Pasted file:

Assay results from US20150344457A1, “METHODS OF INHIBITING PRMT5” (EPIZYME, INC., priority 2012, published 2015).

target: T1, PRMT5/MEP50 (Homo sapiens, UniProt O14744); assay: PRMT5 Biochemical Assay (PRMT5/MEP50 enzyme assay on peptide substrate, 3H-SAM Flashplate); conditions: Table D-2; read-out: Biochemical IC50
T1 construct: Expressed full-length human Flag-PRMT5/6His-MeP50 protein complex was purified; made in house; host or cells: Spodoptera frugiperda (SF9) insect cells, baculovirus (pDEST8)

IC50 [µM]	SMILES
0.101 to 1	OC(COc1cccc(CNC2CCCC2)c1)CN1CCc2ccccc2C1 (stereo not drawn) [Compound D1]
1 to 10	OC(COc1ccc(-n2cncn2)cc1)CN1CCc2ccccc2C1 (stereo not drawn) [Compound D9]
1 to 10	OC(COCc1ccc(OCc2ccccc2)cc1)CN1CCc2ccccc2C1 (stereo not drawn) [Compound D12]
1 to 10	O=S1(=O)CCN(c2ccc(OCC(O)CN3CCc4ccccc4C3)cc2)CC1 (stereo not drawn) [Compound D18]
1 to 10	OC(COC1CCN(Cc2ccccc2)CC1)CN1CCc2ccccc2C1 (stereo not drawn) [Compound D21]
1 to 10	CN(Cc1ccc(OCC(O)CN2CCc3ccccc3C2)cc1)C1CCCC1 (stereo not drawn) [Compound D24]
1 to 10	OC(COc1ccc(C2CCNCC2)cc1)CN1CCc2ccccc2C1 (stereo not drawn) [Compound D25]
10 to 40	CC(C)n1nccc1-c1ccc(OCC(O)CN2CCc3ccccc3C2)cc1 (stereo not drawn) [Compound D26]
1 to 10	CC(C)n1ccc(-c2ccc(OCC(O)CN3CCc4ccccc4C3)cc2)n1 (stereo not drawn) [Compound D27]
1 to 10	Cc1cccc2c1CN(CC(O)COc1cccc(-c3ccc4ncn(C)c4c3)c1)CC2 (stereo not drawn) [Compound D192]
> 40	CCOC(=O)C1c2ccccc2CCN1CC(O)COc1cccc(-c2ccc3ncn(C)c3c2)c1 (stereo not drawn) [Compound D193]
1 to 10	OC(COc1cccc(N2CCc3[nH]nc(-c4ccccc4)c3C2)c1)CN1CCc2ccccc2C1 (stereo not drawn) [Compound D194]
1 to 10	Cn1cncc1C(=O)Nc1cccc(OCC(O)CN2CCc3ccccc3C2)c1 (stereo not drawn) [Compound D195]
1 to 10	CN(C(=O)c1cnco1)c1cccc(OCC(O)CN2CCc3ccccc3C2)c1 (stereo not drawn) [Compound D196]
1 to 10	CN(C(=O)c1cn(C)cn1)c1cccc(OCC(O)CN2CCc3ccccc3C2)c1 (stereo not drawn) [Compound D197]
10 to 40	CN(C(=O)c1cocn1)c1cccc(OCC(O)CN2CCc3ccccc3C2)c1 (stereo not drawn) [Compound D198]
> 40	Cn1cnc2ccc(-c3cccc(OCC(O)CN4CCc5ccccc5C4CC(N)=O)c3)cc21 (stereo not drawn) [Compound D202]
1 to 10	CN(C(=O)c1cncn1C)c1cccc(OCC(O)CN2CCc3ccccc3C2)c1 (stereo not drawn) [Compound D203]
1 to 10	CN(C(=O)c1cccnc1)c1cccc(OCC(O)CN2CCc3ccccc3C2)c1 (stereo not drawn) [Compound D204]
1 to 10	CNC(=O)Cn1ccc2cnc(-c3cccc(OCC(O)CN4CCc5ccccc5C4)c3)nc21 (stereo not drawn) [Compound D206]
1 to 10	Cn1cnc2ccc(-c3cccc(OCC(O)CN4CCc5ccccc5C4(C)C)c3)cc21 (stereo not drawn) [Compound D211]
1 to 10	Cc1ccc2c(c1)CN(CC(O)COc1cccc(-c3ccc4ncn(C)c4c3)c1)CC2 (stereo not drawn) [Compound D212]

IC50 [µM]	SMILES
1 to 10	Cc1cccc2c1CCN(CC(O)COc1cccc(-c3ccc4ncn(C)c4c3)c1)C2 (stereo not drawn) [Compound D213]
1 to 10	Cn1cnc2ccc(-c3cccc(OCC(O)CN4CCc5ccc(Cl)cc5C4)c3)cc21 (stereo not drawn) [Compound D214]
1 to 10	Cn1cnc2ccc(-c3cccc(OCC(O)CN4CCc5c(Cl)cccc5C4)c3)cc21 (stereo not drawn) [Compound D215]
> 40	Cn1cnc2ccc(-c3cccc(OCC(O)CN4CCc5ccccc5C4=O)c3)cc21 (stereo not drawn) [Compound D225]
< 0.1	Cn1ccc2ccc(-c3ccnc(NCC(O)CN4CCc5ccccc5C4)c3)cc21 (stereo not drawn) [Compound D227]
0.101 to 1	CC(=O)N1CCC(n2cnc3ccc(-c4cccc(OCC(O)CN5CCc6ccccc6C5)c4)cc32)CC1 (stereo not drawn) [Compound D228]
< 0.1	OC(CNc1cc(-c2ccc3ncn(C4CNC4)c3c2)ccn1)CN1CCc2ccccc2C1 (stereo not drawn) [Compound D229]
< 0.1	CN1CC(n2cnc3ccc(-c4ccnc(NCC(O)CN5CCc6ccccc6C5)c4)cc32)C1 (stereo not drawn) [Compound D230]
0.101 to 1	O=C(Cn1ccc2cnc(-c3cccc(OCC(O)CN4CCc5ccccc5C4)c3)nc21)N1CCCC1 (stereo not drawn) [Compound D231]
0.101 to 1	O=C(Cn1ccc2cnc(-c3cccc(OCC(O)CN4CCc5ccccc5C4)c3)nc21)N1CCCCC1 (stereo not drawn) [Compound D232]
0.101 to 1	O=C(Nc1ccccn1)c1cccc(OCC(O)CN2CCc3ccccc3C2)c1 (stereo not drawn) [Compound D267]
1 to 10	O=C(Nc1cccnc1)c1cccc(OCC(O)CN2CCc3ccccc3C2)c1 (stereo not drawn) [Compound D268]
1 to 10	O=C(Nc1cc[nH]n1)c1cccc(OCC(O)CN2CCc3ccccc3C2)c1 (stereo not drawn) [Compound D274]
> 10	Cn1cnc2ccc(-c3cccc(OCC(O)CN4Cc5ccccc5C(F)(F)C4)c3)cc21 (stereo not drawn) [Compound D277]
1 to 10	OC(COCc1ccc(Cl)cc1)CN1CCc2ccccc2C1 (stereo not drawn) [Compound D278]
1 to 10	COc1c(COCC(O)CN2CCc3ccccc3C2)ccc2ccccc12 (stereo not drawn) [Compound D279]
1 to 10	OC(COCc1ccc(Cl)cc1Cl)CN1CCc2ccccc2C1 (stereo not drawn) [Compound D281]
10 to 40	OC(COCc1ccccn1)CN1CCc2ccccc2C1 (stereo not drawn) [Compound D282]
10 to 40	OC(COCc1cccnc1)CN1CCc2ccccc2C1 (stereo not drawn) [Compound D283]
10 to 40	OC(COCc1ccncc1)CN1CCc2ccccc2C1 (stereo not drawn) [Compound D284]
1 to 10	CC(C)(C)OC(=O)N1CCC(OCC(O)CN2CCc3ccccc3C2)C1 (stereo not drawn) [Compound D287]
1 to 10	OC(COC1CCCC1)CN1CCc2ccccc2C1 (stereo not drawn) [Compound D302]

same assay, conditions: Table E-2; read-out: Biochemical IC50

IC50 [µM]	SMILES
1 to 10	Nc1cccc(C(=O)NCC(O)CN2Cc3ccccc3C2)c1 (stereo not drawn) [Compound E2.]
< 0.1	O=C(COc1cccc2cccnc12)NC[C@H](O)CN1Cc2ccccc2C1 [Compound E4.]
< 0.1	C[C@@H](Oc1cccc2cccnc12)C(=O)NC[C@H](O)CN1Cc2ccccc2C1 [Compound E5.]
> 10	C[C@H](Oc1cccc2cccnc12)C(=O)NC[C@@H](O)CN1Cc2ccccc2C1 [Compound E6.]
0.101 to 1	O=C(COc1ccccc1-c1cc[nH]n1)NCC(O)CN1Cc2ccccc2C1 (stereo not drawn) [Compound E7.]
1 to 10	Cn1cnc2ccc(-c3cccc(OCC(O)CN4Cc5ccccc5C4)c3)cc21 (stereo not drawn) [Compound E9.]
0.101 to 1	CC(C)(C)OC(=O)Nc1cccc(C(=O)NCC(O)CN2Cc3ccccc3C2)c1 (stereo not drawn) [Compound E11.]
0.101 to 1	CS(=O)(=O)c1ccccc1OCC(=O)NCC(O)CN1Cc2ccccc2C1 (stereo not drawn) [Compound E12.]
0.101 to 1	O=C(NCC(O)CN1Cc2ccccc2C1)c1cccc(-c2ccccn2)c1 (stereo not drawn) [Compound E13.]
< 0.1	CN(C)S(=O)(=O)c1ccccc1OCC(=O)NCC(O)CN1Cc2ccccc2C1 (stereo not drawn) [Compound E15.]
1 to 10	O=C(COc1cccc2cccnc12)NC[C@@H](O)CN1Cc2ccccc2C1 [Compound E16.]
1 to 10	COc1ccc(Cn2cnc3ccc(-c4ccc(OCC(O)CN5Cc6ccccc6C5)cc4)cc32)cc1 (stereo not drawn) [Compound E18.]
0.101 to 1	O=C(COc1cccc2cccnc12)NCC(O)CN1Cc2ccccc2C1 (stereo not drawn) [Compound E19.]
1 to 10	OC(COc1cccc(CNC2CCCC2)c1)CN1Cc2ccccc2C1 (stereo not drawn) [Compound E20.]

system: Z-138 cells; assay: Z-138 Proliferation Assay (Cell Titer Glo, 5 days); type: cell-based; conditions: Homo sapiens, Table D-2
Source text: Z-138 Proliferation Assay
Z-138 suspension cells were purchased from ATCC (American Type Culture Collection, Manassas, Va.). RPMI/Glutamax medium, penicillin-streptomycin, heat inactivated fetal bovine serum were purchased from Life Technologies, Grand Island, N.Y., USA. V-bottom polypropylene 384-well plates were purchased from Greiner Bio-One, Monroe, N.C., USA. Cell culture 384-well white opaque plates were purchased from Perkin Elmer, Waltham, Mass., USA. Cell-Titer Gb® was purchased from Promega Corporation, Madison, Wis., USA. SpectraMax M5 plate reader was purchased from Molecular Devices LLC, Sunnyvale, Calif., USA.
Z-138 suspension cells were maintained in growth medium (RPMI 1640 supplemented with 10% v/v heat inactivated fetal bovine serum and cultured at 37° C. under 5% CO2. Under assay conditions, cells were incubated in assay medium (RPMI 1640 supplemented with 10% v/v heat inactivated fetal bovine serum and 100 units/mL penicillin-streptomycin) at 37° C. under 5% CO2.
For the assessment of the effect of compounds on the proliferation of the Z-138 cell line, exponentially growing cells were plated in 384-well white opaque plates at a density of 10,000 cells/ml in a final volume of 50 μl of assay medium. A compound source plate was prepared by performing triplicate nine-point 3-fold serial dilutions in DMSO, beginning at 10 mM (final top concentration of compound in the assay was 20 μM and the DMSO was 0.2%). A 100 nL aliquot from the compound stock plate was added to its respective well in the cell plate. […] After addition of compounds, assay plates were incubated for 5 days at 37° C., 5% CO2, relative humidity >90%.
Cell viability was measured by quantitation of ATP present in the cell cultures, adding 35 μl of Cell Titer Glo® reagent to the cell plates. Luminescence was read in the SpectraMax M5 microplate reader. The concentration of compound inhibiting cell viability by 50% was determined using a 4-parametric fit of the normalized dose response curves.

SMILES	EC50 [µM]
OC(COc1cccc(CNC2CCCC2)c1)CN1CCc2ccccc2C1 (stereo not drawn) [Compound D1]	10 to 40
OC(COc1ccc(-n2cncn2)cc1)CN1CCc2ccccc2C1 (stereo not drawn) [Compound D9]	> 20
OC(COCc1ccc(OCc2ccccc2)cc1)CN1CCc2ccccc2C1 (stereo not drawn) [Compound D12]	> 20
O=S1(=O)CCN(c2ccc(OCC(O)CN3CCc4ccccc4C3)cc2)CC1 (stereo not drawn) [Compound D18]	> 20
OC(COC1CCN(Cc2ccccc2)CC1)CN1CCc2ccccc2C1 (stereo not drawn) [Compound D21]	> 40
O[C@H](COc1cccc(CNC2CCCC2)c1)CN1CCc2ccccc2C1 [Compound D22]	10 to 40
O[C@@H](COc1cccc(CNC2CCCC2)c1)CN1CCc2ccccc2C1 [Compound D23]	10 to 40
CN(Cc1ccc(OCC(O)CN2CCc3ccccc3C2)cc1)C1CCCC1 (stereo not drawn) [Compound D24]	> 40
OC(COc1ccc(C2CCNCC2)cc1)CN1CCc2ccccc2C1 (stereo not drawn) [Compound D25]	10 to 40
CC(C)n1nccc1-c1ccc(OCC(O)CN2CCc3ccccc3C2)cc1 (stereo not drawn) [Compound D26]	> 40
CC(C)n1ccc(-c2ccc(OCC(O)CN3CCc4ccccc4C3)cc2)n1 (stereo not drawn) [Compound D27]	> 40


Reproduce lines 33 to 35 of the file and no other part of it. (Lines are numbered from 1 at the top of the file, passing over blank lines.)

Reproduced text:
0.101 to 1	CC(=O)N1CCC(n2cnc3ccc(-c4cccc(OCC(O)CN5CCc6ccccc6C5)c4)cc32)CC1 (stereo not drawn) [Compound D228]
< 0.1	OC(CNc1cc(-c2ccc3ncn(C4CNC4)c3c2)ccn1)CN1CCc2ccccc2C1 (stereo not drawn) [Compound D229]
< 0.1	CN1CC(n2cnc3ccc(-c4ccnc(NCC(O)CN5CCc6ccccc6C5)c4)cc32)C1 (stereo not drawn) [Compound D230]